FHA tweaks rules for borrowers
WASHINGTON — You may have seen headlines recently about the Federal Housing Administration needing a taxpayer "bailout" by the Treasury. Is the FHA heading down the fiscal drain like Fannie Mae and Freddie Mac, which have required billions in federal assistance just to stay in business?
The good news answer for FHA's traditional borrowers — who are primarily moderate-income, first-time purchasers, people with limited cash for down payments and less-than-perfect credit histories — is no. There is a strong possibility that FHA will not require any money transfer from the Treasury, which in any event would not occur until next September. Meanwhile, FHA is making tweaks to its program rules that could affect some loan applicants in the months ahead, and which are designed to improve revenue flows to the agency and cut back on losses.
Among the most immediate changes, new borrowers early next year are likely to be charged slightly higher annual mortgage insurance premiums — 1.35 percent of the loan balance rather than 1.25 percent at present. On loans above $625,500 in high-cost areas such as California and metropolitan Washington, D.C., the annual premium will go from 1.5 percent to 1.6 percent. This will not be a major problem for most people, but it could cause some buyers to check out FHA's competitors — private mortgage insurers whose monthly premiums on loans for applicants with high credit scores may be more attractive than FHA's.
To increase revenue streams long term, FHA is also abandoning its practice of allowing borrowers to cancel their annual mortgage insurance premium payments when their loan balance drops to 78 percent of the property value. In effect, this will mean that borrowers obtaining 30-year FHA loans could be paying premiums for decades.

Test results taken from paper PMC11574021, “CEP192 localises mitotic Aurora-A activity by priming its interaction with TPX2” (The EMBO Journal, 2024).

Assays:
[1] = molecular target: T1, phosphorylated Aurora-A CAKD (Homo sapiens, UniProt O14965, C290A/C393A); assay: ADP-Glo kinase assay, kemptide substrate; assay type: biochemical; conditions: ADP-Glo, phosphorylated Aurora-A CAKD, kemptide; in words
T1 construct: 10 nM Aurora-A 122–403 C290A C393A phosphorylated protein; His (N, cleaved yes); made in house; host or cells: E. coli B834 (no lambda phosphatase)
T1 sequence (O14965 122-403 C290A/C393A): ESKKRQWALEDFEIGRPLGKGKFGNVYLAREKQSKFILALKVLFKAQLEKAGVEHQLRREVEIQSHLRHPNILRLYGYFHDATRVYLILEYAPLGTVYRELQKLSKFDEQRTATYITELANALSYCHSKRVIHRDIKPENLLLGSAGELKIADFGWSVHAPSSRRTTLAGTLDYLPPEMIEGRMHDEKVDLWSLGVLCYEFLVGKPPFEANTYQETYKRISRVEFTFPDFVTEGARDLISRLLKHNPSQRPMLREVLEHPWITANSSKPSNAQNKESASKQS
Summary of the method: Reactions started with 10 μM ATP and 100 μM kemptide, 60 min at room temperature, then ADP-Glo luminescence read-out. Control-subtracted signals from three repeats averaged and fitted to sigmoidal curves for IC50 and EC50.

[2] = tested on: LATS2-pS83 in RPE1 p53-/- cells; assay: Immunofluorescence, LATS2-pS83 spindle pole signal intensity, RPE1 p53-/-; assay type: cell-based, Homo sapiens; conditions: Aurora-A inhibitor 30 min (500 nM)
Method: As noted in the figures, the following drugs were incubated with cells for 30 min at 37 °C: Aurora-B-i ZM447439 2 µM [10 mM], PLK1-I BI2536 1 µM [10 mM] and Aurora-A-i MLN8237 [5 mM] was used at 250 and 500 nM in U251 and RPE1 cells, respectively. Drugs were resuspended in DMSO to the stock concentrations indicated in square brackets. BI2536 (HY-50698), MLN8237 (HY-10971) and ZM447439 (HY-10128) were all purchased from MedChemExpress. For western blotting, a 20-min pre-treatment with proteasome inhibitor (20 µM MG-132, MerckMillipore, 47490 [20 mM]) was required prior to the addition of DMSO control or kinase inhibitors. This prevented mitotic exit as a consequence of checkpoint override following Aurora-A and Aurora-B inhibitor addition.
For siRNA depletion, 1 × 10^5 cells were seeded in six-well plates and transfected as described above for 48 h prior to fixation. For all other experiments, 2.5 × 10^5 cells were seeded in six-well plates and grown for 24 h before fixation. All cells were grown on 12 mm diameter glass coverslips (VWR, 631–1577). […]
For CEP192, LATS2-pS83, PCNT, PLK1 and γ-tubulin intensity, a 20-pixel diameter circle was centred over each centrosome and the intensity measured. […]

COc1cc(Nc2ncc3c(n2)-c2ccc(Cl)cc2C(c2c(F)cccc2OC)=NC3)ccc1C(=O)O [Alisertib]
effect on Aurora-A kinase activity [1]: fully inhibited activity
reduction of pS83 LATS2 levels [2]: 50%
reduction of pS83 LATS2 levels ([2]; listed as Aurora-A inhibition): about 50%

Is this a big deal? Clem Ziroli Jr., president of First Mortgage Corp. in Ontario, Calif., thinks it could encourage some higher credit quality borrowers to "refi out" of their FHA loans and seek better deals in the conventional marketplace. But Paul E. Skeens, president of Colonial Mortgage Group in Waldorf, Md., sees it differently: With fixed 30-year mortgage rates in the mid- to upper-3 percent range and virtually certain to increase — maybe significantly if the economy improves in the coming years — "everybody is going to want to keep these loans forever," he predicts. "They're not going to want to refi."
Other changes on the FHA horizon:
• More financial counseling for applicants who have low FICO credit scores, are purchasing their first homes, and are seeking to make minimum 3.5 percent down payments.
• A new short-sale program that reaches out to existing FHA homeowners who are seriously delinquent and heading toward foreclosure.
• Structural alterations to FHA's reverse mortgage program, which allows senior homeowners to withdraw funds based on the equity in their properties.
The bottom line on FHA's forthcoming program tweaks? Jeff Lipes, vice president of Rockville Bank in Hartford, Conn., put it this way: FHA isn't making fundamental changes. Its basic mix of enticements — low down payments, low credit score requirements and generous underwriting rules compared with competitors — aren't going away, "so I don't think 'the tweaks' will have that great an impact on most FHA buyers."